Humbled and overwhelmed by the support I’ve received today. Heartening to learn how many folks still care about print journalism.
— Hanna Raskin (@hannaraskin) May 9, 2013
That’s a tweet from Seattle Weekly’s restaurant critic, whose position is being eliminated.
Hanna Raskin tells Weekly readers that the recently sold paper will hire a food and drink editor less focused on writing “and more focused on developing and managing all of the paper’s food and drink coverage.” She was offered that job — with a pay cut — but turned it down.
“It’s inevitable that when a critic leaves his or her post, a cry of ‘good riddance’ goes up,” she writes. “Many readers will be glad to see me go. But I hope there are many more readers who’ve found reason to enjoy [her column]. …I like to think I’ve helped introduce readers to the food producers, purveyors and consumers who make Seattle such a wonderful eating city.”
UPDATE: I asked Raskin if she saw this coming, what her plans are, and if she cared to share her thoughts on restaurant criticism and alt-weeklies. She responded:
I didn’t precisely forecast that [Seattle Weekly owner] Sound would do away with the critic position and replace it with a job that appears to meld editing and marketing (if I had, I would have done better with my Derby bets), but the shake-up didn’t come as a complete surprise. The ownership transition has been extraordinarily difficult: In the past few months, our archives have disappeared; our blogging capabilities have been severely reduced and our newsroom budget has been slashed. I assumed the food section wouldn’t survive unscathed.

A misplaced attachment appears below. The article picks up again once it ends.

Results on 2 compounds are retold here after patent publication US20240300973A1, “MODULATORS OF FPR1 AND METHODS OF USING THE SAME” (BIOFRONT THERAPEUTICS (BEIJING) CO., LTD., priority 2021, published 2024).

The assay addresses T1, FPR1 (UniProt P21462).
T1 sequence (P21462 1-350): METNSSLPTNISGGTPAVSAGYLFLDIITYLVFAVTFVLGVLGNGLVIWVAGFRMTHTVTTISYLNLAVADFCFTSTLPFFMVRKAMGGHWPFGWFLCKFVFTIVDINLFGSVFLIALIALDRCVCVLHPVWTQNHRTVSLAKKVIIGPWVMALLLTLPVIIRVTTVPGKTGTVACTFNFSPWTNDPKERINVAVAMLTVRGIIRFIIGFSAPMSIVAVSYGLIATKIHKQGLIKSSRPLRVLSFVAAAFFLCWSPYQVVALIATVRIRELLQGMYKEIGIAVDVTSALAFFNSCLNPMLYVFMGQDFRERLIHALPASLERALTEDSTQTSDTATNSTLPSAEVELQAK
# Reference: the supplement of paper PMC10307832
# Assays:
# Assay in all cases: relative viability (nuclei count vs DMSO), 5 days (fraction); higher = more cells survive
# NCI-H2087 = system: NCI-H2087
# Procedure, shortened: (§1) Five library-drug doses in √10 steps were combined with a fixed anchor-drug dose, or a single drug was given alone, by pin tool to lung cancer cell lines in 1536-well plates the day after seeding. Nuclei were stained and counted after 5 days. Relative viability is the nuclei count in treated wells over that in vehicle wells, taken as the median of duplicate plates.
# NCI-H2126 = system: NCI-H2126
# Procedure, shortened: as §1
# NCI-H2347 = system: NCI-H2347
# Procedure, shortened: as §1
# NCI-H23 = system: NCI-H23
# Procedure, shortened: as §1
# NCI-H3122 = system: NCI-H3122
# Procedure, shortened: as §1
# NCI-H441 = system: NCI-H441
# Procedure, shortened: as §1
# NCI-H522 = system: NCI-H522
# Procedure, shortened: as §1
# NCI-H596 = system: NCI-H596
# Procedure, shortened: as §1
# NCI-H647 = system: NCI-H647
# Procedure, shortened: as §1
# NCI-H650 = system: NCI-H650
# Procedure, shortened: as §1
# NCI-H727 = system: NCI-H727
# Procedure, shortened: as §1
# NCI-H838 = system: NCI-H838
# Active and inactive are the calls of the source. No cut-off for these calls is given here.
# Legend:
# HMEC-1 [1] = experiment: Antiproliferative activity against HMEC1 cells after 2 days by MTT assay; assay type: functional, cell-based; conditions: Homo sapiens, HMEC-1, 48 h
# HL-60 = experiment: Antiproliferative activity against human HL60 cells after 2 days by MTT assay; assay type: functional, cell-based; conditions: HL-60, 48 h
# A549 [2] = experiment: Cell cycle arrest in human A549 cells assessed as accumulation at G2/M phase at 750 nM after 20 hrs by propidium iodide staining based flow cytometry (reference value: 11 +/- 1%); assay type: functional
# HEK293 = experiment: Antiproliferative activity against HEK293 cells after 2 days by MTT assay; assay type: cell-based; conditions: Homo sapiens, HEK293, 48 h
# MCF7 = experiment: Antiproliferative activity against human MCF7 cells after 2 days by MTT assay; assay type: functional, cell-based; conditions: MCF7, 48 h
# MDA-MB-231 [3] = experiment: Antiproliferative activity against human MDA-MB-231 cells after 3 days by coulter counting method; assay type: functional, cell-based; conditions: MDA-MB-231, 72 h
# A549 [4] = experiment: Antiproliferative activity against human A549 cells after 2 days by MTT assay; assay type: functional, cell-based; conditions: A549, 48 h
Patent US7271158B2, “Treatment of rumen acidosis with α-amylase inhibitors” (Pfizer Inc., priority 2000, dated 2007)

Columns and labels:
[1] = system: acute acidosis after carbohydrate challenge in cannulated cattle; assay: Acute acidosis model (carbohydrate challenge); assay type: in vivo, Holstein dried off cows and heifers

I’d hesitate to draw any conclusions about the state of alt-weekly criticism from my experience. Sound is new to the alt-weekly game, and I don’t think its decisions necessarily reflect the industry’s priorities. I’ve been fortunate to work for a succession of alt-weeklies which valued and defended independent, thoughtful criticism, and imagine they still do.
As for me, I’ve lined up a gig to sell used cameras at Walmart this weekend for 16 bucks an hour, but am sincerely hoping that’s not the pinnacle of my post-Weekly career. I’m looking forward to putting out a great food section for two more weeks, and then exploring options which will allow me to keep writing.
Raskin was one of the restaurant critics who told Romenesko readers last November about reviews that got readers and chefs angry. Here’s what she wrote:
I’ve heard plenty from restaurant owners, even when my reviews were relatively innocuous: Restaurateurs with hurt feelings have e-mailed death threats and tried to sell my editors on elaborate conspiracy theories. But my favorite follow-up came from the owner of a seafood restaurant I’d taken to task for ignoring the basic principles of responsible sourcing: He offered to fly me to rural Alaska “in a very small plane” to check out his fishing operations. I declined.
* Hanna Raskin: My position has been eliminated (seattleweekly.com)
* Raskin out as Seattle Weekly restaurant critic (eater.com)
* Restaurant critics recall death threats and screaming chefs (jimromenesko.com)